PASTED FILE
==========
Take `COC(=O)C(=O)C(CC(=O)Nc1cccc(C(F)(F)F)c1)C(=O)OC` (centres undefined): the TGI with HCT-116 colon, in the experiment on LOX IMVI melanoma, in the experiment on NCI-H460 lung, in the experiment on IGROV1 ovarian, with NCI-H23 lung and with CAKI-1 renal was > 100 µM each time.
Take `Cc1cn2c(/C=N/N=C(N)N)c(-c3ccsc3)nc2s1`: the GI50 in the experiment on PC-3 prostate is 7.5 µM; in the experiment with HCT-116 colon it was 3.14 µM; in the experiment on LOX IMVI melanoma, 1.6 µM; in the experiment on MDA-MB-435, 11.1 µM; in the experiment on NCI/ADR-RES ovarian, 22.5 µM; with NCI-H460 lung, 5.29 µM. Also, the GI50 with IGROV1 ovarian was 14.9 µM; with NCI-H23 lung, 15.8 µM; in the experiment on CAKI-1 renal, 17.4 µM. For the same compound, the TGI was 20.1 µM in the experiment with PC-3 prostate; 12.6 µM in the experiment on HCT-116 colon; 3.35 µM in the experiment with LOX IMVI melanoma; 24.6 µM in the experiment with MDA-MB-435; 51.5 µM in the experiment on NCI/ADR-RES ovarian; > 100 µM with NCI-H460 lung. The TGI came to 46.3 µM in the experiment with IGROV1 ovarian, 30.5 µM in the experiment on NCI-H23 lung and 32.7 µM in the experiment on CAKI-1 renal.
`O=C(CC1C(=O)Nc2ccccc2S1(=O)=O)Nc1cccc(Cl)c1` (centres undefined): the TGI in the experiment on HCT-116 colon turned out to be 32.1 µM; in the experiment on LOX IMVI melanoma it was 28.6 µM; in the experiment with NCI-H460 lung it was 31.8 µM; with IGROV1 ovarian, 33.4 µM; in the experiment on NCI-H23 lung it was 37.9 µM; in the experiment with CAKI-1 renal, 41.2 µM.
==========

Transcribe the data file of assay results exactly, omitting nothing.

Take `COC(=O)C(=O)C(CC(=O)Nc1cccc(C(F)(F)F)c1)C(=O)OC` (centres undefined): the TGI with HCT-116 colon, in the experiment on LOX IMVI melanoma, in the experiment on NCI-H460 lung, in the experiment on IGROV1 ovarian, with NCI-H23 lung and with CAKI-1 renal was > 100 µM each time.
Take `Cc1cn2c(/C=N/N=C(N)N)c(-c3ccsc3)nc2s1`: the GI50 in the experiment on PC-3 prostate is 7.5 µM; in the experiment with HCT-116 colon it was 3.14 µM; in the experiment on LOX IMVI melanoma, 1.6 µM; in the experiment on MDA-MB-435, 11.1 µM; in the experiment on NCI/ADR-RES ovarian, 22.5 µM; with NCI-H460 lung, 5.29 µM. Also, the GI50 with IGROV1 ovarian was 14.9 µM; with NCI-H23 lung, 15.8 µM; in the experiment on CAKI-1 renal, 17.4 µM. For the same compound, the TGI was 20.1 µM in the experiment with PC-3 prostate; 12.6 µM in the experiment on HCT-116 colon; 3.35 µM in the experiment with LOX IMVI melanoma; 24.6 µM in the experiment with MDA-MB-435; 51.5 µM in the experiment on NCI/ADR-RES ovarian; > 100 µM with NCI-H460 lung. The TGI came to 46.3 µM in the experiment with IGROV1 ovarian, 30.5 µM in the experiment on NCI-H23 lung and 32.7 µM in the experiment on CAKI-1 renal.
`O=C(CC1C(=O)Nc2ccccc2S1(=O)=O)Nc1cccc(Cl)c1` (centres undefined): the TGI in the experiment on HCT-116 colon turned out to be 32.1 µM; in the experiment on LOX IMVI melanoma it was 28.6 µM; in the experiment with NCI-H460 lung it was 31.8 µM; with IGROV1 ovarian, 33.4 µM; in the experiment on NCI-H23 lung it was 37.9 µM; in the experiment with CAKI-1 renal, 41.2 µM.